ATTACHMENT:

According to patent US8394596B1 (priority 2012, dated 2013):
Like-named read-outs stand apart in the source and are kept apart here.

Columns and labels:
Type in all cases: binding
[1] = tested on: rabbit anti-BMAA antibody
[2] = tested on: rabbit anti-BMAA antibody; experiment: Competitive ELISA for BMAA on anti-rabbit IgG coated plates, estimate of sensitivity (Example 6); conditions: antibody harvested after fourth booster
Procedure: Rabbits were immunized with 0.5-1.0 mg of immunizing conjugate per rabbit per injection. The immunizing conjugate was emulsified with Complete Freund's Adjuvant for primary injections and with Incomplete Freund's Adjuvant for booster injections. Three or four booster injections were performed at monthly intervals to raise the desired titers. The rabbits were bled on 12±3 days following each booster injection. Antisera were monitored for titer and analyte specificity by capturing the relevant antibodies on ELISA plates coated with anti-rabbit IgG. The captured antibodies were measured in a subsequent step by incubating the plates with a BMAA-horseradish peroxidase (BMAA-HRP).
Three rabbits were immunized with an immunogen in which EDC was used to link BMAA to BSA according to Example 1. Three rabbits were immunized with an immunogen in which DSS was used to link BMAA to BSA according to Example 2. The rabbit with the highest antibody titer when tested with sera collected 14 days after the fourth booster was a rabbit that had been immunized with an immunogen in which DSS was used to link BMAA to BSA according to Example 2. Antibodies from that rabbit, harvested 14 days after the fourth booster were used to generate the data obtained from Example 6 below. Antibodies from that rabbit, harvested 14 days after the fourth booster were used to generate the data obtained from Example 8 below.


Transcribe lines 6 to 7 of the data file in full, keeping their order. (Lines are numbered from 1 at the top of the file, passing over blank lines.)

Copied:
[2] = tested on: rabbit anti-BMAA antibody; experiment: Competitive ELISA for BMAA on anti-rabbit IgG coated plates, estimate of sensitivity (Example 6); conditions: antibody harvested after fourth booster
Procedure: Rabbits were immunized with 0.5-1.0 mg of immunizing conjugate per rabbit per injection. The immunizing conjugate was emulsified with Complete Freund's Adjuvant for primary injections and with Incomplete Freund's Adjuvant for booster injections. Three or four booster injections were performed at monthly intervals to raise the desired titers. The rabbits were bled on 12±3 days following each booster injection. Antisera were monitored for titer and analyte specificity by capturing the relevant antibodies on ELISA plates coated with anti-rabbit IgG. The captured antibodies were measured in a subsequent step by incubating the plates with a BMAA-horseradish peroxidase (BMAA-HRP).